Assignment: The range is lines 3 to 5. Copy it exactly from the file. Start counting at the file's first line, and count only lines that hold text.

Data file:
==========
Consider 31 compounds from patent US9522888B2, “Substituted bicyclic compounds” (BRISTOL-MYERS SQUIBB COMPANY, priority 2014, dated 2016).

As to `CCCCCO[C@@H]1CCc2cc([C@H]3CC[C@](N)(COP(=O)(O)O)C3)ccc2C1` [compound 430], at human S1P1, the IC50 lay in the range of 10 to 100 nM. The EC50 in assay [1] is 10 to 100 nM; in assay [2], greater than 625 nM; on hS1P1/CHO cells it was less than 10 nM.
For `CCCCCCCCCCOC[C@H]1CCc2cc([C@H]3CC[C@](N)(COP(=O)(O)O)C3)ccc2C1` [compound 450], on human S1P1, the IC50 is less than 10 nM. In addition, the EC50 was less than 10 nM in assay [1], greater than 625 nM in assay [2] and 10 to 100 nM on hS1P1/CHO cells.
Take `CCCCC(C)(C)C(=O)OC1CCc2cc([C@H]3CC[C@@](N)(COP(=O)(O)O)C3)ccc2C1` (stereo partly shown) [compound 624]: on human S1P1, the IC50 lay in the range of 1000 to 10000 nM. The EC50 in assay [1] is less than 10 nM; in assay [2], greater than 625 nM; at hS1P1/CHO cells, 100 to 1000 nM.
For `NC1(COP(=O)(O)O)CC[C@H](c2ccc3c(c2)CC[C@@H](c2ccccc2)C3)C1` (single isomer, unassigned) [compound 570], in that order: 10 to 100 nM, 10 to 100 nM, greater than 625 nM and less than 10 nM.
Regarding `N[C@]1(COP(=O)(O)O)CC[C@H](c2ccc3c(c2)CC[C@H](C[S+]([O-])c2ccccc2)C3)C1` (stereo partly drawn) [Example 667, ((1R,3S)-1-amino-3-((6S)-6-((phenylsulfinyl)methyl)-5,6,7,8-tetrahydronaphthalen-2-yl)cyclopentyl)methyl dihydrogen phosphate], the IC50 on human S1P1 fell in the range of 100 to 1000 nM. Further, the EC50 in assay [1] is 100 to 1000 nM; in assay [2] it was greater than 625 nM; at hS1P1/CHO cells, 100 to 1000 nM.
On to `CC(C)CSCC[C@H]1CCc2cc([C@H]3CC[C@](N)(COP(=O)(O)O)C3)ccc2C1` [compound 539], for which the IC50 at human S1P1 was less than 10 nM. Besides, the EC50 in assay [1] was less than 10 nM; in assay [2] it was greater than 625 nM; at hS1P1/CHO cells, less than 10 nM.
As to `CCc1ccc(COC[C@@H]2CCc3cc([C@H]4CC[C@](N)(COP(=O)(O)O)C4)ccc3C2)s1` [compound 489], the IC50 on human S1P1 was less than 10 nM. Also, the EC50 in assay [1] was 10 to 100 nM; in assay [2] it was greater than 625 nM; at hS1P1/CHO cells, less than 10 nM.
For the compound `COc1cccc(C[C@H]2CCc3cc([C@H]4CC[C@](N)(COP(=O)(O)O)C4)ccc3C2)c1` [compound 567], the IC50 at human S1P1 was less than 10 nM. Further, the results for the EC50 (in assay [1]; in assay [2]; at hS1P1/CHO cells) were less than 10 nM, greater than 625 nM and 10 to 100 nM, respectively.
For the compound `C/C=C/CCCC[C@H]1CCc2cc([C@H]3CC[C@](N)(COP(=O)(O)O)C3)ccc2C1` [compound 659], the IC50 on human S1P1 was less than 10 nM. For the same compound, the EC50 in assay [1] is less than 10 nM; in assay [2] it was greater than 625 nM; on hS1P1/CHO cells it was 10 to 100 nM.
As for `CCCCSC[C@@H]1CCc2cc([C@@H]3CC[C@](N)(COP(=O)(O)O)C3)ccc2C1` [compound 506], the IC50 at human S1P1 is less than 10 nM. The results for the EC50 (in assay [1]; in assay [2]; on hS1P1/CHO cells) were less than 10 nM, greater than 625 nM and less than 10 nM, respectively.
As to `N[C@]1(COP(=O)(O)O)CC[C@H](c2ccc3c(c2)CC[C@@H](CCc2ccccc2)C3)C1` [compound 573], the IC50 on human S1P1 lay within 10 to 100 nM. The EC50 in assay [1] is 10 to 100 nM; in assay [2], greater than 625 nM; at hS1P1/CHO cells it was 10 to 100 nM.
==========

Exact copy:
For `CCCCCCCCCCOC[C@H]1CCc2cc([C@H]3CC[C@](N)(COP(=O)(O)O)C3)ccc2C1` [compound 450], on human S1P1, the IC50 is less than 10 nM. In addition, the EC50 was less than 10 nM in assay [1], greater than 625 nM in assay [2] and 10 to 100 nM on hS1P1/CHO cells.
Take `CCCCC(C)(C)C(=O)OC1CCc2cc([C@H]3CC[C@@](N)(COP(=O)(O)O)C3)ccc2C1` (stereo partly shown) [compound 624]: on human S1P1, the IC50 lay in the range of 1000 to 10000 nM. The EC50 in assay [1] is less than 10 nM; in assay [2], greater than 625 nM; at hS1P1/CHO cells, 100 to 1000 nM.
For `NC1(COP(=O)(O)O)CC[C@H](c2ccc3c(c2)CC[C@@H](c2ccccc2)C3)C1` (single isomer, unassigned) [compound 570], in that order: 10 to 100 nM, 10 to 100 nM, greater than 625 nM and less than 10 nM.